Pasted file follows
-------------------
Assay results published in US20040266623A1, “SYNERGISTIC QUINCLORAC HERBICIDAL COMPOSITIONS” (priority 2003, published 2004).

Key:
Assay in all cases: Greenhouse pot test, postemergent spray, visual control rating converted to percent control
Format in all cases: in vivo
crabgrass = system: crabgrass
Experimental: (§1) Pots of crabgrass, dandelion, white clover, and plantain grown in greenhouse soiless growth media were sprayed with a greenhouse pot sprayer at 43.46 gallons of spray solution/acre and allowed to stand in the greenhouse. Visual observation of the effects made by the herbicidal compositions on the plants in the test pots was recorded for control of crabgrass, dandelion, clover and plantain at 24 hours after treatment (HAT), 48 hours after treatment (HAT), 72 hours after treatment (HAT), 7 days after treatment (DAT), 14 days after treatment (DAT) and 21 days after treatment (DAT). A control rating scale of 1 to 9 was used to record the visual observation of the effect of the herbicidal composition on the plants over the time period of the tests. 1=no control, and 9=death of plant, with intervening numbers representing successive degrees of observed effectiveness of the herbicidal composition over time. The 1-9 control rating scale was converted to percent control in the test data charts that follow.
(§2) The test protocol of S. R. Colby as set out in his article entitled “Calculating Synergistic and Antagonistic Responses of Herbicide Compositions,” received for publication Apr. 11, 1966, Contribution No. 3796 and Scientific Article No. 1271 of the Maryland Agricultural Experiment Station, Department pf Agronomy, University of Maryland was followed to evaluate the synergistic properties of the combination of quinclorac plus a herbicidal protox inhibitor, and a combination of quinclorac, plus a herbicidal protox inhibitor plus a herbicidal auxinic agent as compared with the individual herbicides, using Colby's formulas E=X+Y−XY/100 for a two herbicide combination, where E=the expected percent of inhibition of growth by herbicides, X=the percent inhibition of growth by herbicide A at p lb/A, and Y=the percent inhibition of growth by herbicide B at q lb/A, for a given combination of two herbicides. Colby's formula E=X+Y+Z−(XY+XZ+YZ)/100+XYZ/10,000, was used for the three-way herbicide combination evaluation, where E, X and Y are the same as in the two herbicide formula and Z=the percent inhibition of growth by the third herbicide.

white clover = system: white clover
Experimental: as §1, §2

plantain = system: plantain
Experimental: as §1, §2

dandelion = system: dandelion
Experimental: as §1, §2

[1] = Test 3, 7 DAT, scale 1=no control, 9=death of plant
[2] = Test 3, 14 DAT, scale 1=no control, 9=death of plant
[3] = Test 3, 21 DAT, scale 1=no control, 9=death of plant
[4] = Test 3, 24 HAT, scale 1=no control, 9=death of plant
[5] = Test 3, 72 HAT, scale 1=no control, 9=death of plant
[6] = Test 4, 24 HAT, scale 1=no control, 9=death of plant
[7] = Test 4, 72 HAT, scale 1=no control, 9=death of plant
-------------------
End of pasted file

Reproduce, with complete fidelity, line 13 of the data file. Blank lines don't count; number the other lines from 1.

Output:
Experimental: as §1, §2